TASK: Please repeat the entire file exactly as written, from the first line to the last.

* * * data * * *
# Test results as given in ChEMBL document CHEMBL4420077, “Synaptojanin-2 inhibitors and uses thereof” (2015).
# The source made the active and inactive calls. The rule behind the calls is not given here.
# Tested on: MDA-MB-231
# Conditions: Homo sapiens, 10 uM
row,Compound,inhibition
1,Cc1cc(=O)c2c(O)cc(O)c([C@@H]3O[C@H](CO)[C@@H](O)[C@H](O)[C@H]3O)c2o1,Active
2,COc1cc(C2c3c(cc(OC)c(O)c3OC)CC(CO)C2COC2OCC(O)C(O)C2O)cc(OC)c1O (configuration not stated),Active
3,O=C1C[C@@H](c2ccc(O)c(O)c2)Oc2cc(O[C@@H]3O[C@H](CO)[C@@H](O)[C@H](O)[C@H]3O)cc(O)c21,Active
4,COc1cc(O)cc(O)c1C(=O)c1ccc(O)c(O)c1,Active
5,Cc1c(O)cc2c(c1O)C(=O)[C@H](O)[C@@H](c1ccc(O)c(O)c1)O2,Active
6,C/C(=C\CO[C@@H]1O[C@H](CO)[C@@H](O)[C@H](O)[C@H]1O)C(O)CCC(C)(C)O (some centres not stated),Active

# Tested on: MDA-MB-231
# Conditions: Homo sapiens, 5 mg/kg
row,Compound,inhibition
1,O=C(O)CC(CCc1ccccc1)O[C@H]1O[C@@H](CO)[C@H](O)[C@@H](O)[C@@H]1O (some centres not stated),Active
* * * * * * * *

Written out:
# Test results as given in ChEMBL document CHEMBL4420077, “Synaptojanin-2 inhibitors and uses thereof” (2015).
# The source made the active and inactive calls. The rule behind the calls is not given here.
# Tested on: MDA-MB-231
# Conditions: Homo sapiens, 10 uM
row,Compound,inhibition
1,Cc1cc(=O)c2c(O)cc(O)c([C@@H]3O[C@H](CO)[C@@H](O)[C@H](O)[C@H]3O)c2o1,Active
2,COc1cc(C2c3c(cc(OC)c(O)c3OC)CC(CO)C2COC2OCC(O)C(O)C2O)cc(OC)c1O (configuration not stated),Active
3,O=C1C[C@@H](c2ccc(O)c(O)c2)Oc2cc(O[C@@H]3O[C@H](CO)[C@@H](O)[C@H](O)[C@H]3O)cc(O)c21,Active
4,COc1cc(O)cc(O)c1C(=O)c1ccc(O)c(O)c1,Active
5,Cc1c(O)cc2c(c1O)C(=O)[C@H](O)[C@@H](c1ccc(O)c(O)c1)O2,Active
6,C/C(=C\CO[C@@H]1O[C@H](CO)[C@@H](O)[C@H](O)[C@H]1O)C(O)CCC(C)(C)O (some centres not stated),Active

# Tested on: MDA-MB-231
# Conditions: Homo sapiens, 5 mg/kg
row,Compound,inhibition
1,O=C(O)CC(CCc1ccccc1)O[C@H]1O[C@@H](CO)[C@H](O)[C@@H](O)[C@@H]1O (some centres not stated),Active